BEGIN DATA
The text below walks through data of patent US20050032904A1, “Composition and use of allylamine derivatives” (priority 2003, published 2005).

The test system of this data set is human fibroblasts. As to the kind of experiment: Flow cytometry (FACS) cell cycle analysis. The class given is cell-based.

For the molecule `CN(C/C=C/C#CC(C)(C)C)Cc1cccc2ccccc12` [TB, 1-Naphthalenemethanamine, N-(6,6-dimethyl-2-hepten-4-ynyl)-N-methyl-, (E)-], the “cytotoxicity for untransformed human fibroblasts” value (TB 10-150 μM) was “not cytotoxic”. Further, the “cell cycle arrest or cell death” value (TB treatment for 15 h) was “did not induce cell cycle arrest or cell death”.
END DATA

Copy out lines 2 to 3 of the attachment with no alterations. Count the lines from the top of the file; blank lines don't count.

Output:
The test system of this data set is human fibroblasts. As to the kind of experiment: Flow cytometry (FACS) cell cycle analysis. The class given is cell-based.

For the molecule `CN(C/C=C/C#CC(C)(C)C)Cc1cccc2ccccc12` [TB, 1-Naphthalenemethanamine, N-(6,6-dimethyl-2-hepten-4-ynyl)-N-methyl-, (E)-], the “cytotoxicity for untransformed human fibroblasts” value (TB 10-150 μM) was “not cytotoxic”. Further, the “cell cycle arrest or cell death” value (TB treatment for 15 h) was “did not induce cell cycle arrest or cell death”.